I'd refer back to de gondi's diaries about the Italian protests around the education reforms, and the existence of ET and the blogosphere itself as evidence of peopel being politically engaged. The book did cover in more detail the trends in voting by level of education, class, topical issues, and other issues affecting participation. 'Maintaining elections' tend to be won by whichever party has the largest number of 'party identifiers' whereas a 'deviating election' would be determined by the non party identifiers getting the vote out eg Labour's landslide win in 1997 after a run of Tory wins, and probably Obamas election fits the criteria here. But that is just a model.
People may vote to register dissent by voting for fringe parties or single issue/protest parties. Higher eduation levels creates a greater likelihood of an individual voting, except in NI where lower eduation produces higher participation.
The SMPS encourages single party government rather than multi-party or coalition governments. This reduces the opportunity for checks and balances that would arise as a result of opposition parties having more combined power in relation to the Governing party. Instead, the electoral system in the UK ensures that one party holds all executive power (provided it has a reliable majority in the House of Commons) and as such is able to dominate parliament.
It is worth noting here that Wales has a SMPS for 40 AMs and the remaining 20 are selected from party lists by proportional representation. Twice, the Welsh Assembly Government has existed of a coalition.
As leader of the party, the House of Commons and the Government, the Prime Minister has a great deal of power. However, the Prime Minister is limited by events and the economy and by the need to keep people onside - such as Cabinet colleagues (potential rivals) and party MPs, the media and the electorate. A "Prime Minister who can carry his colleagues with him could be in a very powerful position, but he or she is only as strong as they let him or her be". Such peer pressure and fear of public opinion and the need to maintain a high level of political capital acts as a check on how the Prime Minister exercises his or her power.
Unlike the President of the US, whose executive is separate and cannot be potential rivals for office and cannot remove the President from power (except by impeachment), the UK Prime Minister can be removed as party leader and therefore can no longer be the Prime Minister. So keeping in the good favour of the cabinet is important, just as much as the cabinet and other MPs may wish to remain in the Prime Minister's favour.
The role of the judiciary is to interpret the meaning of the law. It cannot make or change law and nor can it regulate the constitutionality of decisions taken by the legislature, and as such is limited in the checks that it can offer on the actions of parliament - unlike a consensus democracy where laws are subject to judicial review. The legislature itself consists of the House of Commons and the House of Lords, with the power of the Lords having been significantly reduced over time to an asymmetrically unicameral legislature.
Bicameral means that there are two Houses, and asymmetric refers to the imbalance of power - this is in contrast to the US where both Houses are of equal power.
If the Lords oppose measures that the House of Commons may wish to take, it is unable to veto this although it can delay it by a year. As such this is a limited form of checks and balance since the House of Lords may introduce amendments to Bills and is open to being lobbied by pressure groups and thus can have some influence to change the final outcome.
On the really big issues, it is usual to see pressure groups and campaigners also lobby the Lords, even though they have much less influence. I suppose it is about keeping the issue high profile and creating as much resistance as possible.
The House of Commons has two conflicting functions. One is to provide and support the Government and the second is to oversee the work of Government ie to scrutinise it. This is a formal means of checking and balancing the power of the Government but in practice, it is not substantive and probably would not command much public confidence. The partisan nature of UK parliament usually ensures a majority for the Governing party in the House of Commons and as such this affects the scrutiny role of the House. Backbench loyalty, and fear of various forms of sanction for disobeying whips, leads MPs to support their party line even if they personally disagree.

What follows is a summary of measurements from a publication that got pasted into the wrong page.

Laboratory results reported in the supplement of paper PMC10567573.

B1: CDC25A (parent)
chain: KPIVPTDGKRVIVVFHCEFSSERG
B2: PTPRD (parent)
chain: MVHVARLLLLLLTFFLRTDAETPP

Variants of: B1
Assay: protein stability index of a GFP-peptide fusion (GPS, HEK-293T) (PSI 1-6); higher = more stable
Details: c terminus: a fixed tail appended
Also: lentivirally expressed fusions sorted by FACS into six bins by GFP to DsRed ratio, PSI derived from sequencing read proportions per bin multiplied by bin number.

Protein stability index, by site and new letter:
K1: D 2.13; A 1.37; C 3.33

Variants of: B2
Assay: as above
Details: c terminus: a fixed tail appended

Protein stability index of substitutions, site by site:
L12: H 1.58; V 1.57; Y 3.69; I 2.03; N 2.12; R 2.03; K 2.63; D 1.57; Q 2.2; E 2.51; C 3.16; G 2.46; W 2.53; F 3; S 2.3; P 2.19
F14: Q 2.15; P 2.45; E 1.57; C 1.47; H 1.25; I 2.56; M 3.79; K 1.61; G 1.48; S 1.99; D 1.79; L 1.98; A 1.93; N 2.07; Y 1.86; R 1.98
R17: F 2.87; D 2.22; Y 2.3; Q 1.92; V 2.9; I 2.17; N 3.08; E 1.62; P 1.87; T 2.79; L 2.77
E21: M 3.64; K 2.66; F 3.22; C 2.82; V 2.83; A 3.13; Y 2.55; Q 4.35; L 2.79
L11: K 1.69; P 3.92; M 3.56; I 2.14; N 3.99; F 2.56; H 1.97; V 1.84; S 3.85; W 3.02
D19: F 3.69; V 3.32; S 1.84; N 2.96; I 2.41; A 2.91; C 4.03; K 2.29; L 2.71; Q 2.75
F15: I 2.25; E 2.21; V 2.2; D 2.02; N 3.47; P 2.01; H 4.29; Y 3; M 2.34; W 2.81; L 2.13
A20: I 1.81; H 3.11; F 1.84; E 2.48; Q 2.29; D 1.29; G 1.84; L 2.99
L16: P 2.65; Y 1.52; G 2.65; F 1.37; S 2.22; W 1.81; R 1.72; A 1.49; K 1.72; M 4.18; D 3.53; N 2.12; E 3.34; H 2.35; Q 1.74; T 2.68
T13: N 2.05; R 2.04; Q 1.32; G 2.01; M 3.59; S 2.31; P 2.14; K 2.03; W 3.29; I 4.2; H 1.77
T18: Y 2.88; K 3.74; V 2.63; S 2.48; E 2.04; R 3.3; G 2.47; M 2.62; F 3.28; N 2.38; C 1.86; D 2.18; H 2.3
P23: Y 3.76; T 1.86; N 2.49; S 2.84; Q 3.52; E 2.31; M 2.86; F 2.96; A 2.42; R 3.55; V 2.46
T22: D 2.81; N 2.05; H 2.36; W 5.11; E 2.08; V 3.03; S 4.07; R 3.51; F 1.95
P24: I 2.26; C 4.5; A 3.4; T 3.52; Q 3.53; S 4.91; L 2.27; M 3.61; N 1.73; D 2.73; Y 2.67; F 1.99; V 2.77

It is the highly partisan nature of British politics that I have my problems with. In the House of Commons, the opposition usually vote against the Governing party, even if some MP's may personally agree with the measures, it just is not done to be seen to be in agreement with the opposition. Within the Governing party, disobeying the line set by the whips can bring serious consequences for MPs, preventing them from being anything but a backbencher so long as their disloyalty is remembered. This also means that in a situation such as the one we are in now where the leadership won't admit mistakes or take action to change policy direction, it then is not listening to the backbenchers who may have a more sensible suggestion to put forward. It means that 'good' people often can't progress in a party because they won't stick to the line where they believe it to be wrong ie they will not play the game.
Although the electors can't directly regulate the actions of the Government, they can retrospectively judge it's decisions by the way they vote in future elections, and often do so on economic matters, potentially removing a party from Government. As such, public opinion prevents Government from acting in any way that they may wish, and the emergence of 'designer politics' comes from the Government's desire to develop policies that are palatable to the public. This goes hand in hand with courting the media in an attempt to ensure favourable coverage of a party's policies and record, and although the influence of the media to alter voting choices is debatable, the mass media plays a significant role in setting the agenda and directing public discourse on some issues.
In theory, parliament may do whatever it likes since all parliamentary acts are constitutional and there is no higher constitutional standard since parliament regulates itself. In practice, parliament is restrained by EU membership (although they could relinquish this), what MPs allow, and what networking governance influences and what the electorate will deem acceptable. The consequences of losing political capital, power and office is probably a more significant means of providing checks and balance on the Government than the formal structural checks.